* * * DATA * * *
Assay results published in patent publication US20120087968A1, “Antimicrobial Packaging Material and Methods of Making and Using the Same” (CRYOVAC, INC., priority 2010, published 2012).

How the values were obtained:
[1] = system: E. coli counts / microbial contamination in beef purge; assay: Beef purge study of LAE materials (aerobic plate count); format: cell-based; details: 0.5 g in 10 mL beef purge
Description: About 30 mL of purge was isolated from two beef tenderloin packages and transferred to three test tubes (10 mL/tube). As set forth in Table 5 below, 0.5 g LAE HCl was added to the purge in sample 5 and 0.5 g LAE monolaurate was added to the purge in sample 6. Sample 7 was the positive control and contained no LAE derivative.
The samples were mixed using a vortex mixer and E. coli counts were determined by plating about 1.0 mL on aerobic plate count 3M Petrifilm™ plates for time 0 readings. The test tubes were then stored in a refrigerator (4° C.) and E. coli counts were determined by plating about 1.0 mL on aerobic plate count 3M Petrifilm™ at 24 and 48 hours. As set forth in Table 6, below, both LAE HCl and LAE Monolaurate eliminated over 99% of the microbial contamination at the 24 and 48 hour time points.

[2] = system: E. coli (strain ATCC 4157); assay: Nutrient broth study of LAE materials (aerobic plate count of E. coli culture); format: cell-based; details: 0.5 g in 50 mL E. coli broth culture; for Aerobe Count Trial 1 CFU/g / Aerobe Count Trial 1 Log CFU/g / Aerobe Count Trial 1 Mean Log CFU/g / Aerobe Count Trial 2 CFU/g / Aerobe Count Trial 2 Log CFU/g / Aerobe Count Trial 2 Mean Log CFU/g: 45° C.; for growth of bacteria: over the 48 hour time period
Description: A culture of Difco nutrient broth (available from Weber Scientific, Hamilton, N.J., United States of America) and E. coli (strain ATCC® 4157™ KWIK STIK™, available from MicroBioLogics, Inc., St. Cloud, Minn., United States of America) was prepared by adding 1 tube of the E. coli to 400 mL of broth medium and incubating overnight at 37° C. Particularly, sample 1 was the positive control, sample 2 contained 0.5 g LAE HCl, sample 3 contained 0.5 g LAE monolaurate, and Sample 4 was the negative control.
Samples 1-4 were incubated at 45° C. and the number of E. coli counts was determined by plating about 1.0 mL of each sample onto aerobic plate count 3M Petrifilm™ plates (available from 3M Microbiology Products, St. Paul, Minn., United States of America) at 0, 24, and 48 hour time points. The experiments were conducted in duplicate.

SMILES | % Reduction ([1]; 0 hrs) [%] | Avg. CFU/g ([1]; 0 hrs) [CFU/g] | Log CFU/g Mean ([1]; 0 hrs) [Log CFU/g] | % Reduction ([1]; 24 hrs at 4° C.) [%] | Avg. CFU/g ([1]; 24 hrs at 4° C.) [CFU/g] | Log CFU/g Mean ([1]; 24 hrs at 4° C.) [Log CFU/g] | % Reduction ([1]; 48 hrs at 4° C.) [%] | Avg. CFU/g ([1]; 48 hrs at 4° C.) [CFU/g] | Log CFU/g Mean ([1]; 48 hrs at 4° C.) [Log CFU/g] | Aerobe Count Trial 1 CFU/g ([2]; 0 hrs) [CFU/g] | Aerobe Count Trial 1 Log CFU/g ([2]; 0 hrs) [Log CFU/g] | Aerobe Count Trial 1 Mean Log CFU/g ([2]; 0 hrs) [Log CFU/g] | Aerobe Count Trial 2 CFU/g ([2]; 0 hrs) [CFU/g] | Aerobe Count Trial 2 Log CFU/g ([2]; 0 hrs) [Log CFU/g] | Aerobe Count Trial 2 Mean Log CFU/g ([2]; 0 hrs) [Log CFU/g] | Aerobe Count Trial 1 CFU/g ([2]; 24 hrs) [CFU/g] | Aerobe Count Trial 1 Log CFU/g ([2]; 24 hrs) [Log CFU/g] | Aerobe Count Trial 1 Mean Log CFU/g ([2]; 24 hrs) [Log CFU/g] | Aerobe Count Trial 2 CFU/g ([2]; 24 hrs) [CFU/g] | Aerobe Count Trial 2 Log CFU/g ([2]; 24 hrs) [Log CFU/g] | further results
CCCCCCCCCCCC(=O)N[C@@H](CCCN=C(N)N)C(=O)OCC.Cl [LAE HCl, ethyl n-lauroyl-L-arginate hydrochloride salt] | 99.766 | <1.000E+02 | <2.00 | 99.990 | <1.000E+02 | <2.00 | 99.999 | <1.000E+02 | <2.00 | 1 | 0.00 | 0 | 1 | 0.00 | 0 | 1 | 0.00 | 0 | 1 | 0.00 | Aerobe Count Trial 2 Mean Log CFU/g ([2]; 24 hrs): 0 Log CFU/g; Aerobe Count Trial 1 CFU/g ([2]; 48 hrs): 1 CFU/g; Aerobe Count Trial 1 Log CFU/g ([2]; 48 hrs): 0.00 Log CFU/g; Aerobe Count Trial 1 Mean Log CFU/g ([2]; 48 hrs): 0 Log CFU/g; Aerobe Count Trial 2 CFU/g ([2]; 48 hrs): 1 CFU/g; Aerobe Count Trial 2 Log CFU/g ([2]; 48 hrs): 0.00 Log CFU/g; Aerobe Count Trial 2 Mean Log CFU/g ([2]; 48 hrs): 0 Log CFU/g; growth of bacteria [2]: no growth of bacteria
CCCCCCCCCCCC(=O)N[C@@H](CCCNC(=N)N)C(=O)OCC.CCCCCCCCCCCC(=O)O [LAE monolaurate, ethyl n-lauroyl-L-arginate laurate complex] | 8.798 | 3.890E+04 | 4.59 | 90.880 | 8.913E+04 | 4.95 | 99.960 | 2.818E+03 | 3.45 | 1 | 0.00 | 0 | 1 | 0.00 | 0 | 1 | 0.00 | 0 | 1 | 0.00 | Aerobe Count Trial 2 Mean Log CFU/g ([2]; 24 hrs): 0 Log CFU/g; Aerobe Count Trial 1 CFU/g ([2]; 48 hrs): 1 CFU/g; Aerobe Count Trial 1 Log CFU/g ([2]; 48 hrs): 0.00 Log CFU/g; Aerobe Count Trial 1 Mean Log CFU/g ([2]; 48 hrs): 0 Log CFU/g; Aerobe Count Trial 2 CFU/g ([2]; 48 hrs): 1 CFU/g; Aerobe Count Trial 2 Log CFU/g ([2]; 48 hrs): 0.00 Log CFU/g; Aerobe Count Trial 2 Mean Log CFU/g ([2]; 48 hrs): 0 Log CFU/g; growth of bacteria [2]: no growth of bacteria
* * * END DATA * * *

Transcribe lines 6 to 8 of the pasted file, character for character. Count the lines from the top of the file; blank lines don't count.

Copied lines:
[2] = system: E. coli (strain ATCC 4157); assay: Nutrient broth study of LAE materials (aerobic plate count of E. coli culture); format: cell-based; details: 0.5 g in 50 mL E. coli broth culture; for Aerobe Count Trial 1 CFU/g / Aerobe Count Trial 1 Log CFU/g / Aerobe Count Trial 1 Mean Log CFU/g / Aerobe Count Trial 2 CFU/g / Aerobe Count Trial 2 Log CFU/g / Aerobe Count Trial 2 Mean Log CFU/g: 45° C.; for growth of bacteria: over the 48 hour time period
Description: A culture of Difco nutrient broth (available from Weber Scientific, Hamilton, N.J., United States of America) and E. coli (strain ATCC® 4157™ KWIK STIK™, available from MicroBioLogics, Inc., St. Cloud, Minn., United States of America) was prepared by adding 1 tube of the E. coli to 400 mL of broth medium and incubating overnight at 37° C. Particularly, sample 1 was the positive control, sample 2 contained 0.5 g LAE HCl, sample 3 contained 0.5 g LAE monolaurate, and Sample 4 was the negative control.
Samples 1-4 were incubated at 45° C. and the number of E. coli counts was determined by plating about 1.0 mL of each sample onto aerobic plate count 3M Petrifilm™ plates (available from 3M Microbiology Products, St. Paul, Minn., United States of America) at 0, 24, and 48 hour time points. The experiments were conducted in duplicate.